, NAIVASHA, April 20 – Kenyan farmers were forced to dump tonnes of wilting flowers on Monday as Europe\’s airspace shutdown inflicted huge losses on one of the east African country\’s top export earners.
Workers at Schreur\’s Farm in the Rift Valley town of Naivasha tore open cartons, ripped plastic wrappers off delicate rose stems and dumped them into a pit.
Around 300,000 stems were returned earlier from the capital Nairobi, 100 kilometres away, as the farm fell victim to a cloud of ash sweeping Europe from a volcano in Iceland.
"We are not sure when the flights will resume and we shall keep destroying the flowers until the situation is back to normal," Schreur\’s director Haiko Becker said.
"The situation is not the best but things are beyond us and we have to continue production until things normalise."
The head of the Kenya flower Council Jane Ngige said the sector was losing around $2 million each day.
With most northern European airports remaining shut for a fifth day, the Kenyan farmers – who export roses and other cut flowers mainly to Holland – said they were trying to fly their produce to Spain and then truck them to the Netherlands, their main market.
"Once the flowers land in Vitoria in Spain, they will be trucked to Holland and it is very expensive," said Jack Kneppers, who runs Maridadi flower farm in Naivasha, Kenya\’s main flower producing centre.
Kneppers said their cold storage room was completely full and they were at loss over where to keep Monday\’s production from his 85-hectare farm, which has an output of between 160,000 to 180,000 rose stems daily for export to Holland.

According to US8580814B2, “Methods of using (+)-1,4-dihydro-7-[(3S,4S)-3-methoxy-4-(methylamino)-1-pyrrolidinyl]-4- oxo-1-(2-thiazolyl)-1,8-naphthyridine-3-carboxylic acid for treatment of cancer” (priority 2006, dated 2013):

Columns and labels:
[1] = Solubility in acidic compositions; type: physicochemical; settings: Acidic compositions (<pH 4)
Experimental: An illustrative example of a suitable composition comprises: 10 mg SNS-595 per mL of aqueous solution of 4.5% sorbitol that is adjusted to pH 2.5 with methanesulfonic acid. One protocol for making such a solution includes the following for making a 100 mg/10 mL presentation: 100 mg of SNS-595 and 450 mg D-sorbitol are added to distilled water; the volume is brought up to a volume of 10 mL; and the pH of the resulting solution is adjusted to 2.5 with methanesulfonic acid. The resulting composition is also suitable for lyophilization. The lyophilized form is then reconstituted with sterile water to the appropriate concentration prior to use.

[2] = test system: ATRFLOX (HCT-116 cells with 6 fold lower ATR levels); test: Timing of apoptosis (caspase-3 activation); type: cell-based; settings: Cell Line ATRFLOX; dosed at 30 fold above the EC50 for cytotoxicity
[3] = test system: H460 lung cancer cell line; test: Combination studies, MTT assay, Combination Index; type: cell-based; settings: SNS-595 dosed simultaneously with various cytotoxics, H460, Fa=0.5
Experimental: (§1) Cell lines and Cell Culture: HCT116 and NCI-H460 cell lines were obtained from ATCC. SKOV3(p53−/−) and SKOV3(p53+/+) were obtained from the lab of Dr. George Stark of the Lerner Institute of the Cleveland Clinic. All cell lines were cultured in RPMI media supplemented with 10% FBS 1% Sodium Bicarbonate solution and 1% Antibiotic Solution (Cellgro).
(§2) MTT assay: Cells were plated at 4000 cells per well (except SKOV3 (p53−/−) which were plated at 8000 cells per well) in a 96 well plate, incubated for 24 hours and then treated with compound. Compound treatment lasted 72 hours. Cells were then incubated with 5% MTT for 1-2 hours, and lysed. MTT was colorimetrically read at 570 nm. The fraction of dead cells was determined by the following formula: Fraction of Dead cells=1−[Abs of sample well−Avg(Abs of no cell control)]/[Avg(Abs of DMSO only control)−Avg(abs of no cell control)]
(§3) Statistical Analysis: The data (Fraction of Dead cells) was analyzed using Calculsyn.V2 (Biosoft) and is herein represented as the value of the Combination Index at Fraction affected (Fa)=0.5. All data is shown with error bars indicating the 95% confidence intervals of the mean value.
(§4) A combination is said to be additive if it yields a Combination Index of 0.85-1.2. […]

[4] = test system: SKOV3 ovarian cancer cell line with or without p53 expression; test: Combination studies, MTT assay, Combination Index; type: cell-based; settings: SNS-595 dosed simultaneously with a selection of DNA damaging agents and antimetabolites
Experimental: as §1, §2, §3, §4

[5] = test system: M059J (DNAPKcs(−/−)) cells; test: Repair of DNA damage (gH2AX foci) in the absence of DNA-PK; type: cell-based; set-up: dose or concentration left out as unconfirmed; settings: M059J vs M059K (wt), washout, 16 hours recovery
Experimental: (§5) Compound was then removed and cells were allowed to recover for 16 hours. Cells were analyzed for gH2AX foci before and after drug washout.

"We have been promised that there will be another flight later in the day and this is our only hope as of now.
"In case this does not happen we shall have no alternative but to destroy that shipment," said Kneppers.
But even if the farmers manage to reach the markets via the longer and more expensive route, they fear the flowers will be wilted.
"The flowers will take too long to arrive in Holland and some of the facilities in Spain are not the best, but we have no otherwise," said Johan Reemeus, another producer.
The farmers remain helpless, being unable to instantly stop production as flower shoots continue to grow and blossom.
"At the moment we are not sure what next, but we hope that the flight cancellation will be lifted so that the flowers can reach the market in time," Reemeus explained.
Ngige said flower farm workers may also be asked to stay at home, although managers said they would not lay off staff.
"Though no farm has closed down, some workers will have to go on leave as the farmers re-organise themselves," Ngige said.
Kenya\’s flower sector had already suffered a slump in February, recording a 20 percent drop compared to last year, owing to a drop in demand in Europe following the economic downturn and a prolonged drought in Kenya.
Labour-intensive horticulture is one of Kenya\’s leading foreign exchange earners alongside tea and tourism, and employs an estimated three million people.
Kenya\’s national carrier Kenya Airways – also one of Africa\’s leading airlines – has been badly affected, with Europe-bound flights grounded and passengers stranded.